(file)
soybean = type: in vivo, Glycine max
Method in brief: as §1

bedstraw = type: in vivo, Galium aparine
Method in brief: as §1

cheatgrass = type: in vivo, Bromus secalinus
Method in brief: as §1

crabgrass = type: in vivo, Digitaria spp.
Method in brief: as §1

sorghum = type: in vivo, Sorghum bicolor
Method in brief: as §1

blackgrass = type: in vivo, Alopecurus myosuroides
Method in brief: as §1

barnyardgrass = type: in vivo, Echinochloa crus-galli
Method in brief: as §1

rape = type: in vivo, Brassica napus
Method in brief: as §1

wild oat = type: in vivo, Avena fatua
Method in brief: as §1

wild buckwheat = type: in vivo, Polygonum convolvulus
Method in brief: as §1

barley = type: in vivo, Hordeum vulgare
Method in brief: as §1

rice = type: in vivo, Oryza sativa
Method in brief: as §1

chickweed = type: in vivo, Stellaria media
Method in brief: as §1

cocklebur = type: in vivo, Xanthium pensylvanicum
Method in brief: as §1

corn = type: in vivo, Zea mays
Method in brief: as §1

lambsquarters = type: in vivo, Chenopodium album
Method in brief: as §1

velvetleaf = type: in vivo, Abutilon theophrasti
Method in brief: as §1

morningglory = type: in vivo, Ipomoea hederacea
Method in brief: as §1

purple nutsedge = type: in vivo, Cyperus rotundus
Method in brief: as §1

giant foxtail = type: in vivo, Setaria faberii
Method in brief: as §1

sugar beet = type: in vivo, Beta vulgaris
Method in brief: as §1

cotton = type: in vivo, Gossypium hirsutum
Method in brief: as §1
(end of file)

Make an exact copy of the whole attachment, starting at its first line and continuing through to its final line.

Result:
soybean = type: in vivo, Glycine max
Method in brief: as §1

bedstraw = type: in vivo, Galium aparine
Method in brief: as §1

cheatgrass = type: in vivo, Bromus secalinus
Method in brief: as §1

crabgrass = type: in vivo, Digitaria spp.
Method in brief: as §1

sorghum = type: in vivo, Sorghum bicolor
Method in brief: as §1

blackgrass = type: in vivo, Alopecurus myosuroides
Method in brief: as §1

barnyardgrass = type: in vivo, Echinochloa crus-galli
Method in brief: as §1

rape = type: in vivo, Brassica napus
Method in brief: as §1

wild oat = type: in vivo, Avena fatua
Method in brief: as §1

wild buckwheat = type: in vivo, Polygonum convolvulus
Method in brief: as §1

barley = type: in vivo, Hordeum vulgare
Method in brief: as §1

rice = type: in vivo, Oryza sativa
Method in brief: as §1

chickweed = type: in vivo, Stellaria media
Method in brief: as §1

cocklebur = type: in vivo, Xanthium pensylvanicum
Method in brief: as §1

corn = type: in vivo, Zea mays
Method in brief: as §1

lambsquarters = type: in vivo, Chenopodium album
Method in brief: as §1

velvetleaf = type: in vivo, Abutilon theophrasti
Method in brief: as §1

morningglory = type: in vivo, Ipomoea hederacea
Method in brief: as §1

purple nutsedge = type: in vivo, Cyperus rotundus
Method in brief: as §1

giant foxtail = type: in vivo, Setaria faberii
Method in brief: as §1

sugar beet = type: in vivo, Beta vulgaris
Method in brief: as §1

cotton = type: in vivo, Gossypium hirsutum
Method in brief: as §1